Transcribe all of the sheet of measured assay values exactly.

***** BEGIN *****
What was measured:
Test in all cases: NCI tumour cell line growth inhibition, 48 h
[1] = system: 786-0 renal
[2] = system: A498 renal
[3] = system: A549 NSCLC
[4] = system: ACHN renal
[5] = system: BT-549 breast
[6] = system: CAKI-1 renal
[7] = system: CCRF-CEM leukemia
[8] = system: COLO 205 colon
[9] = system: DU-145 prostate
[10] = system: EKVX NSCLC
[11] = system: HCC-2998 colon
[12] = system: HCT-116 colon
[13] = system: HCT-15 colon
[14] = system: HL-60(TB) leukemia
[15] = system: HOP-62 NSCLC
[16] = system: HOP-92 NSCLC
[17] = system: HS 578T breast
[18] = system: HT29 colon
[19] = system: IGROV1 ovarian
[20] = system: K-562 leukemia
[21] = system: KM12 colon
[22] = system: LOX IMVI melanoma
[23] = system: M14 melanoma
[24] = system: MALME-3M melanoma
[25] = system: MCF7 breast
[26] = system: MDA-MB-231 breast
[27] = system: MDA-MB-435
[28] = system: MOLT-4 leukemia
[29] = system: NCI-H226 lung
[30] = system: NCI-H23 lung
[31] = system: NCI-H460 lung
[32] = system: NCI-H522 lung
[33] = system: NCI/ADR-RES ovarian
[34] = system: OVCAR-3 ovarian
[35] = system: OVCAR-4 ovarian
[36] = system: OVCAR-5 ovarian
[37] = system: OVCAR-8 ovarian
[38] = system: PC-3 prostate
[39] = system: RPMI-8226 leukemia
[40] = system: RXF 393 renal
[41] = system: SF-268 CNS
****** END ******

What was measured:
Test in all cases: NCI tumour cell line growth inhibition, 48 h
[1] = system: 786-0 renal
[2] = system: A498 renal
[3] = system: A549 NSCLC
[4] = system: ACHN renal
[5] = system: BT-549 breast
[6] = system: CAKI-1 renal
[7] = system: CCRF-CEM leukemia
[8] = system: COLO 205 colon
[9] = system: DU-145 prostate
[10] = system: EKVX NSCLC
[11] = system: HCC-2998 colon
[12] = system: HCT-116 colon
[13] = system: HCT-15 colon
[14] = system: HL-60(TB) leukemia
[15] = system: HOP-62 NSCLC
[16] = system: HOP-92 NSCLC
[17] = system: HS 578T breast
[18] = system: HT29 colon
[19] = system: IGROV1 ovarian
[20] = system: K-562 leukemia
[21] = system: KM12 colon
[22] = system: LOX IMVI melanoma
[23] = system: M14 melanoma
[24] = system: MALME-3M melanoma
[25] = system: MCF7 breast
[26] = system: MDA-MB-231 breast
[27] = system: MDA-MB-435
[28] = system: MOLT-4 leukemia
[29] = system: NCI-H226 lung
[30] = system: NCI-H23 lung
[31] = system: NCI-H460 lung
[32] = system: NCI-H522 lung
[33] = system: NCI/ADR-RES ovarian
[34] = system: OVCAR-3 ovarian
[35] = system: OVCAR-4 ovarian
[36] = system: OVCAR-5 ovarian
[37] = system: OVCAR-8 ovarian
[38] = system: PC-3 prostate
[39] = system: RPMI-8226 leukemia
[40] = system: RXF 393 renal
[41] = system: SF-268 CNS